The Effectiveness of Microexperiences for Leadership Development

  This is a draft chapter in a new book that summarizes the effectiveness data behind different leader development strategies. It is scheduled for publication in early 2025, titled  Moving the Needle: Evidence-based Strategies for Developing Leader Capacity edited by Scott J. Allen and David M. Rosch,  Abstract: Microexperiences are a special application of experiential learning that leverages the workplace and real work to develop leaders on the job with bite-sized activities. In this chapter, several examples of microexperiences are provided along with prescriptive design guidelines, common mistakes, and lessons learned for building microexperience programs with maximum impact. Evidence from an actual case study in a large organization demonstrates their potential and shows how they can quickly scale to develop all leaders, not just executives or high potentials. Read the chapter  or review the training & certification program

Groundbreaking Research in Org Transformation

This doctoral research is about a new way to measure transformation of organizational culture based on a type of complexity called vertical complexity. I evaluated all the ways it had been measured over the past 50 years, invented a new method to assess organizations, and tested my assessment with a formal validation study. This approach integrated the wisdom two related disciplines--vertical adult development and organizational development--in a field I call vertical OD. Largest vertical OD study to date - 500,000-person organization, n=2,536 Most comprehensive review of vertical OD assessments conducted so far New typology to organize vertical OD assessments by their relative strengths & weaknesses New definition of vertical OD - based on vertical complexity New model of vertical OD - based on group-related tension First time a pattern matching assessment was used in a fixed choice survey First time developmental intuition was sidestepped in a face-valid survey First time complex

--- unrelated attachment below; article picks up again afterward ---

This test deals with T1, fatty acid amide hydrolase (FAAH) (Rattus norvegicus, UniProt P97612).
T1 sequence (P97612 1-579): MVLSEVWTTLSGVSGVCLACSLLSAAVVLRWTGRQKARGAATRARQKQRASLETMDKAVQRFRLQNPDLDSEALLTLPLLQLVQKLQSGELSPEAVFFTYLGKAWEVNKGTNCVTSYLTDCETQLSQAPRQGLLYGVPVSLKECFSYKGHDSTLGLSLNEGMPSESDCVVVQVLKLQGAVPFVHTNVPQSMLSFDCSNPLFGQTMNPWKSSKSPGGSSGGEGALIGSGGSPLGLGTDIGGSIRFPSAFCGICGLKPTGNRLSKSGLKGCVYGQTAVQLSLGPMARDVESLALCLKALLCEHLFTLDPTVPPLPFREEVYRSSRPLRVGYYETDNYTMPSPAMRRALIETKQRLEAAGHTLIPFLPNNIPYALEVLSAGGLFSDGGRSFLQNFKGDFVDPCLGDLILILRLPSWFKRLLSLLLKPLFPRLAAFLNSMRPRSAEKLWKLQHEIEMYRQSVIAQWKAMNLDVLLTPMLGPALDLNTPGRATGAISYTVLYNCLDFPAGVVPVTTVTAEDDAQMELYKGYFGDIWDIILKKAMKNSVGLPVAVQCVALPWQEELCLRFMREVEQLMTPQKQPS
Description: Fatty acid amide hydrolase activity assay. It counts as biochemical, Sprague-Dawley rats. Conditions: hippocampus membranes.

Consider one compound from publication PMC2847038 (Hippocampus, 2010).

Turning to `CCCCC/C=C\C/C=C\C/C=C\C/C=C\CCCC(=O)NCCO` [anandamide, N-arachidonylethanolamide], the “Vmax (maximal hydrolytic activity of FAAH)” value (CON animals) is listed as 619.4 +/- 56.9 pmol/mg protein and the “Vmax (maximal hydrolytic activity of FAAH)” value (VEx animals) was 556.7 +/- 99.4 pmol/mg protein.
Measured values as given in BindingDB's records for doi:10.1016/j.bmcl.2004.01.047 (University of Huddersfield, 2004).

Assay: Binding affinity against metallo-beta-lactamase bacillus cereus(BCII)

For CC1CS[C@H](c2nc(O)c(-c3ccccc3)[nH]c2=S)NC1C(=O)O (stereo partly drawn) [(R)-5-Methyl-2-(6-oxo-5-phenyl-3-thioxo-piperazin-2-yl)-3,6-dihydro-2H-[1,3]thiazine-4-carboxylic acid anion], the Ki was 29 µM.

Full Dissertation: Assessing the Vertical Development of Organizations

Abstract: Organizational development (OD) is increasingly being applied well beyond organizations to solve more complex, global-scale problems. But it is at a disadvantage, since mainstream OD has rejected a type of complexity these challenges contain called vertical complexity. Vertically complex problems, especially intractable ones, tend to remain unsolved by scaling existing solutions. They require new, transformative approaches that depart qualitatively from what has worked elsewhere. The adult development (AD) field specializes in helping people solve more vertically complex problems, but not how to solve them together to tackle challenges at scale. The field of vertical OD integrates AD and OD sensibilities to address complex, global-scale problems, but it is hamstrung by a major measurement problem. Despite 50 years of theorizing, there is still no suitable method to assess the vertical development of a team, organization, or collective of any size. This dissertation was an at

A Pilot Study to Assess Vertical OD Using Dynamic Systems